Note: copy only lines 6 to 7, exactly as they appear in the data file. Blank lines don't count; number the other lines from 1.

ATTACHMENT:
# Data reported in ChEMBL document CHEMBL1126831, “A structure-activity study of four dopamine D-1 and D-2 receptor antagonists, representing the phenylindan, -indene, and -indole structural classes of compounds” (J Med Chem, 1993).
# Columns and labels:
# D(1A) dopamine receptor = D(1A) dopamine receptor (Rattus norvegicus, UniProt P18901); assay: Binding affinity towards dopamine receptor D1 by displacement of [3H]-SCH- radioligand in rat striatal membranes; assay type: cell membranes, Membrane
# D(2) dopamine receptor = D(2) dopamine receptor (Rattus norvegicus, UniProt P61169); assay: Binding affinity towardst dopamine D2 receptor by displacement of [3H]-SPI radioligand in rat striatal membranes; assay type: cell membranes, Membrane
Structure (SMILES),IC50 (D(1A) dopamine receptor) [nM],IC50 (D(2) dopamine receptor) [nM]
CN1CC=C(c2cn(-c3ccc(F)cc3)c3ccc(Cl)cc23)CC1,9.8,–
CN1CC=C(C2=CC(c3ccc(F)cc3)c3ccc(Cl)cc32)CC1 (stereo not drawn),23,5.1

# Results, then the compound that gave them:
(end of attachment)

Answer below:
CN1CC=C(c2cn(-c3ccc(F)cc3)c3ccc(Cl)cc23)CC1,9.8,–
CN1CC=C(C2=CC(c3ccc(F)cc3)c3ccc(Cl)cc32)CC1 (stereo not drawn),23,5.1